Wednesday, September 10, 2014

For Flyers captaincy, three is a magic number

Heading into the 2014-15 season, Claude Giroux is about to join some elite company.

The Philadelphia Flyers' top forward will be one of just six players given the special letter to denote leadership who will presumably see a third consecutive complete season as team captain.

Given that his first year with the "C" was the lockout-shortened, postseason-less 2013 campaign and last season's "Space Mountain with the lights off" journey resulted in a first-round exit in a terminal contest, there's hope that equilibrium might be reached and the Flyers' playoff journey this year might last into the calendar year's fifth month.

It's been a long time since the Flyers' postseason results from year-to-year resembled something less than the course of a Six Flags roller coaster, and Giroux will inevitably be measured against the following precedents in Orange and Black.

Mike Richards (2008-11): Given the role after the club's surprise run to the 2008 Eastern Conference Finals, the hard-charging young man from Kenora, Ontario had to endure a steep learning curve. He withstood criticism with a step back in a first-round exit to the Penguins, then the tidal wave of expectation following a Stanley Cup Finals berth, and eventually drew the ire of the mainstream media for his unresponsiveness throughout a season which ended in a four-game second-round sweep to eventual champions Boston.

Will be remembered as much for the "Dry Island" controversy, his supposed inattentiveness and distance as he will for "The Shift" despite heading up a club which sat at the top of the conference standings for most of his final season here. 

Eric Lindros (1994-2000): At age 22, also was forced to deal with accelerated expectations after an Eastern Conference Finals berth in the 1995 season, which was followed up by a disappointing second-round loss to the Florida Panthers. Lindros did, however, post his third 40-goal season and first 100-point total in 1995-96 as the head of the Legion of Doom. In Year Three, with team Chairman Ed Snider's promise of winning it all in their first year in a new venue, Lindros produced a mixed bag of results.

After missing the first 23 games due to a groin injury was a direct result of play in the inaugural World Cup of Hockey, Lindros returned and led the Flyers on a 17-game unbeaten streak which vaulted them to the top of the NHL standings. After blowing through three playoff rounds in just 15 games, including a five-game triumph against his idol Mark Messier and the Rangers, Lindros came up with one goal -- with seconds to go in a deciding Game 4 loss -- in the Cup Finals where the Red Wings outclassed and outplayed his team at every turn.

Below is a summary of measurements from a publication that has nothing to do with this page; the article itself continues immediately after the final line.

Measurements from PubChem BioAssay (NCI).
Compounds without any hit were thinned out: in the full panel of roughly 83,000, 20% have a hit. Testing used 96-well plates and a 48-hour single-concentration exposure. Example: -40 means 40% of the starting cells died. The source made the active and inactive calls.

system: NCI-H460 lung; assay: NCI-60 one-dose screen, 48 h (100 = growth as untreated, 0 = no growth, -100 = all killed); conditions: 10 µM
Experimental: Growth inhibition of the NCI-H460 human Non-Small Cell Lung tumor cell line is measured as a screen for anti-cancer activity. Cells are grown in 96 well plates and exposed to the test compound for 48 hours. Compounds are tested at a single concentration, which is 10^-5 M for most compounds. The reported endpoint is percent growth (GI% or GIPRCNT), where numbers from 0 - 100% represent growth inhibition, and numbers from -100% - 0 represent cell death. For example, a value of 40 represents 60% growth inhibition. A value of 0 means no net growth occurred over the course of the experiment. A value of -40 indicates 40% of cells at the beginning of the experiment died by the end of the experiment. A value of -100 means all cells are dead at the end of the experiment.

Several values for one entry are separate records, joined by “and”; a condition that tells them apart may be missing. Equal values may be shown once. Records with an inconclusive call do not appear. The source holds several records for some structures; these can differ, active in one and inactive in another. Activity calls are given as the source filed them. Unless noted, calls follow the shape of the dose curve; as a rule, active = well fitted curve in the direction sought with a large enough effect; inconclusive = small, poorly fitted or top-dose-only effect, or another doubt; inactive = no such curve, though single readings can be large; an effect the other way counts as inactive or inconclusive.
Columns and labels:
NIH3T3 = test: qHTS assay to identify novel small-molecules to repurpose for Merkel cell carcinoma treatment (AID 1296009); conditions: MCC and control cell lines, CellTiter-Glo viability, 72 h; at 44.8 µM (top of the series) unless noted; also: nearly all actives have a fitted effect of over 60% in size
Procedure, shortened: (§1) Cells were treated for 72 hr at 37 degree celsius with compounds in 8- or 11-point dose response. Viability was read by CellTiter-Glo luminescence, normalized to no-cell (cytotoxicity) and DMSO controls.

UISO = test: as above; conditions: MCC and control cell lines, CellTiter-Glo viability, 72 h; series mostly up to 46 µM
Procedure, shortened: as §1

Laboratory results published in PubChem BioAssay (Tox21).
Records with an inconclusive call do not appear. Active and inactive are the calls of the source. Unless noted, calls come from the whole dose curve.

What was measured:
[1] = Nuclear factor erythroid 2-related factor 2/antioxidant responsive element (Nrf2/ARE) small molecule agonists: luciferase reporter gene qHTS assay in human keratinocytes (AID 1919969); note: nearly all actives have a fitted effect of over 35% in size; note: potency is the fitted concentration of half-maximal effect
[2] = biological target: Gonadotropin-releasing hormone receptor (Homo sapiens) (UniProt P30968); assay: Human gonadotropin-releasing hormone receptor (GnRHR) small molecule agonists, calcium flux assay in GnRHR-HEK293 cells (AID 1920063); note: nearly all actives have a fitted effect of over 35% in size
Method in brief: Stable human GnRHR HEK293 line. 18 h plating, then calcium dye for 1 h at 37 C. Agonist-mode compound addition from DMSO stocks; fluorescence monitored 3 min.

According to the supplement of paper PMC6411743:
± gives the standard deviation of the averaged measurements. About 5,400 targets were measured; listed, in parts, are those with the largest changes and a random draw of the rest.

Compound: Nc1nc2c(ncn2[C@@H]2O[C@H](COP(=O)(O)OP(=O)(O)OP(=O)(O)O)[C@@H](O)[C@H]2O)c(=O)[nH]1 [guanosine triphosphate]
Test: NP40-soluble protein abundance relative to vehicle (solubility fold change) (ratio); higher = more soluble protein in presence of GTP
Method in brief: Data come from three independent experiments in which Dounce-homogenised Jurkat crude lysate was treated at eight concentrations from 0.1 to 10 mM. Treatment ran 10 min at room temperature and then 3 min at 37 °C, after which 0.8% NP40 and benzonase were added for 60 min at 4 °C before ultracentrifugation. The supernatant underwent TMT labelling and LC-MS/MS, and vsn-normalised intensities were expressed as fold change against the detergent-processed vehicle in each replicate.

Dave Poulin (1984-89): Assuming the captaincy at Bob Clarke's request following the trade of Darryl Sittler before the outset of the 1984-85 season, Poulin responded the way any Notre Dame-educated, driven hockey player would. He provided a buffer between the machinations of head coach Mike Keenan, gained the respect of his teammates and provided spark in all three zones on the ice.

Already having one Stanley Cup Finals experience in his pocket, plus the long, wearying lessons learned from maintaining that level of success in the wake of Pelle Lindbergh's death early the next season, Poulin really earned his stripes in his third year: he dealt with the health repercussions of the premature birth of twins through the first half of the season, then was forced out of a majority of the Flyers' playoff run due to broken ribs. He made memorable returns to help his team close out the Islanders in a Game 7 and Canadiens in a Game 6, but his will wasn't enough to overcome the Oilers in the Finals.

Bobby Clarke (1973-79): Clarke's first two full seasons as the captain may unfortunately be the standard by which all long-term observers judge present and future players who are selected: it yielded the first and only Stanley Cup titles the franchise can claim, plus the second of three Hart Trophies as the league's Most Valuable Player and a second straight Campbell Bowl as the best team in the East Division/Campbell Conference.

In 1975-76, as the Flyers sought to make it a hat trick of Cups, Clarke was the bedrock of a team which finished second in the league with 51 wins and 118 points He tied a career high in assists (89) and set a franchise record in points (119) while anchoring the top-scoring line in the NHL along with Bill Barber and Reggie Leach. At 26 years of age, Clarke also produced what was then a career-most 136 penalty minutes and racked up a plus-83 rating, then placed second in playoff scoring with 16 points in 16 games but couldn't avoid a sweep at the hands of the Canadiens.

Ed Van Impe (1968-73): Statistics are less important for a defensive defenseman, so Van Impe's 11 assists in 77 games during the 1970-71 campaign shouldn't be held against him. What works in his favor, is that the young expansion club which failed to make the postseason with an NHL-record 24 ties the season before, then rose in the West Division to finish third with a 28-33-17 mark. Chicago whipped Philadelphia in a first-round sweep, leading to the firing of Vic Stasiuk and eventually to the hiring of Fred Shero.
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